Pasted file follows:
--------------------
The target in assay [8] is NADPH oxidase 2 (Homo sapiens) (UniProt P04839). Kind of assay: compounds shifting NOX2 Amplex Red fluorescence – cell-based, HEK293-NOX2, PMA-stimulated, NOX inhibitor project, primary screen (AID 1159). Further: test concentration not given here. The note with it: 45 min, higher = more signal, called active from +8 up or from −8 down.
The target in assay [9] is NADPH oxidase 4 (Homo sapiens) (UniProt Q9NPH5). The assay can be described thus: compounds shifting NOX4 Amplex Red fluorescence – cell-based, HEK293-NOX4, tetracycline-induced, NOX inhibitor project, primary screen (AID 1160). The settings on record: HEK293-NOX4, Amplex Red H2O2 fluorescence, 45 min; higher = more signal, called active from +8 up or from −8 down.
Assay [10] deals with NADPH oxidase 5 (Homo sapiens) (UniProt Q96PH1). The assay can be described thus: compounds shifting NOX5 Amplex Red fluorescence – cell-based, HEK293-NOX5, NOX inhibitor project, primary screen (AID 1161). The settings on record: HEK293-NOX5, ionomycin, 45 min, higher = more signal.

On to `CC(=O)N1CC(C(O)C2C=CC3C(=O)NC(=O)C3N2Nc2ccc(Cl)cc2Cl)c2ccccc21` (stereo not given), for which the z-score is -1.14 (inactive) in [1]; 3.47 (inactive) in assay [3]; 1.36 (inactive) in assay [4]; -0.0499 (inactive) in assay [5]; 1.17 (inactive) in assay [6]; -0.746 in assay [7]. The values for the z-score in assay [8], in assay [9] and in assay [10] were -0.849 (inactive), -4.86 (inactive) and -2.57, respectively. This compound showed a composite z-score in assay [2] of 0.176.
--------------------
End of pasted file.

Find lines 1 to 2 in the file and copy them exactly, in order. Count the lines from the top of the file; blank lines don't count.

The target in assay [8] is NADPH oxidase 2 (Homo sapiens) (UniProt P04839). Kind of assay: compounds shifting NOX2 Amplex Red fluorescence – cell-based, HEK293-NOX2, PMA-stimulated, NOX inhibitor project, primary screen (AID 1159). Further: test concentration not given here. The note with it: 45 min, higher = more signal, called active from +8 up or from −8 down.
The target in assay [9] is NADPH oxidase 4 (Homo sapiens) (UniProt Q9NPH5). The assay can be described thus: compounds shifting NOX4 Amplex Red fluorescence – cell-based, HEK293-NOX4, tetracycline-induced, NOX inhibitor project, primary screen (AID 1160). The settings on record: HEK293-NOX4, Amplex Red H2O2 fluorescence, 45 min; higher = more signal, called active from +8 up or from −8 down.